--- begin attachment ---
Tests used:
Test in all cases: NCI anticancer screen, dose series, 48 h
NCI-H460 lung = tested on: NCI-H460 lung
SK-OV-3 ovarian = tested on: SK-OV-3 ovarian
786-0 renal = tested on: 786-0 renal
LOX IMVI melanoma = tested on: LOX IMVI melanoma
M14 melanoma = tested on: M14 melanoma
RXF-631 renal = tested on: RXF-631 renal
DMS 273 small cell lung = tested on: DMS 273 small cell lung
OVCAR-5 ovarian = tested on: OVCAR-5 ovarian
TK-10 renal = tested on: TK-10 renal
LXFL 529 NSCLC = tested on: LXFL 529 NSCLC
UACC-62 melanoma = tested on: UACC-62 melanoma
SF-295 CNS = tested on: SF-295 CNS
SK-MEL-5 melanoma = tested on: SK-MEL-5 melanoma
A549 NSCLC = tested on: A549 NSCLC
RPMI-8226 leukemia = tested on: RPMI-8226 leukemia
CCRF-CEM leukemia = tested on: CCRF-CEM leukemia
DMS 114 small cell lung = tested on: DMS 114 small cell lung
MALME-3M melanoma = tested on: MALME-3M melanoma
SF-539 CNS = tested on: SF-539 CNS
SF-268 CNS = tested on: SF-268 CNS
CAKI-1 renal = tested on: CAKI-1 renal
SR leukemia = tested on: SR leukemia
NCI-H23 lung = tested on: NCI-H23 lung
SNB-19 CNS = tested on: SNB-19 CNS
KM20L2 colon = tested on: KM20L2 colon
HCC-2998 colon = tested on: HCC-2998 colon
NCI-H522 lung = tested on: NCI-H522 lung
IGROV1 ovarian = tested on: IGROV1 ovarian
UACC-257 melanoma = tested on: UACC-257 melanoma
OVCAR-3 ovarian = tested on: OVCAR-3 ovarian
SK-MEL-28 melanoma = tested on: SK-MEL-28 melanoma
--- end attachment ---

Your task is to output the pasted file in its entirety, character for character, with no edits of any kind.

Tests used:
Test in all cases: NCI anticancer screen, dose series, 48 h
NCI-H460 lung = tested on: NCI-H460 lung
SK-OV-3 ovarian = tested on: SK-OV-3 ovarian
786-0 renal = tested on: 786-0 renal
LOX IMVI melanoma = tested on: LOX IMVI melanoma
M14 melanoma = tested on: M14 melanoma
RXF-631 renal = tested on: RXF-631 renal
DMS 273 small cell lung = tested on: DMS 273 small cell lung
OVCAR-5 ovarian = tested on: OVCAR-5 ovarian
TK-10 renal = tested on: TK-10 renal
LXFL 529 NSCLC = tested on: LXFL 529 NSCLC
UACC-62 melanoma = tested on: UACC-62 melanoma
SF-295 CNS = tested on: SF-295 CNS
SK-MEL-5 melanoma = tested on: SK-MEL-5 melanoma
A549 NSCLC = tested on: A549 NSCLC
RPMI-8226 leukemia = tested on: RPMI-8226 leukemia
CCRF-CEM leukemia = tested on: CCRF-CEM leukemia
DMS 114 small cell lung = tested on: DMS 114 small cell lung
MALME-3M melanoma = tested on: MALME-3M melanoma
SF-539 CNS = tested on: SF-539 CNS
SF-268 CNS = tested on: SF-268 CNS
CAKI-1 renal = tested on: CAKI-1 renal
SR leukemia = tested on: SR leukemia
NCI-H23 lung = tested on: NCI-H23 lung
SNB-19 CNS = tested on: SNB-19 CNS
KM20L2 colon = tested on: KM20L2 colon
HCC-2998 colon = tested on: HCC-2998 colon
NCI-H522 lung = tested on: NCI-H522 lung
IGROV1 ovarian = tested on: IGROV1 ovarian
UACC-257 melanoma = tested on: UACC-257 melanoma
OVCAR-3 ovarian = tested on: OVCAR-3 ovarian
SK-MEL-28 melanoma = tested on: SK-MEL-28 melanoma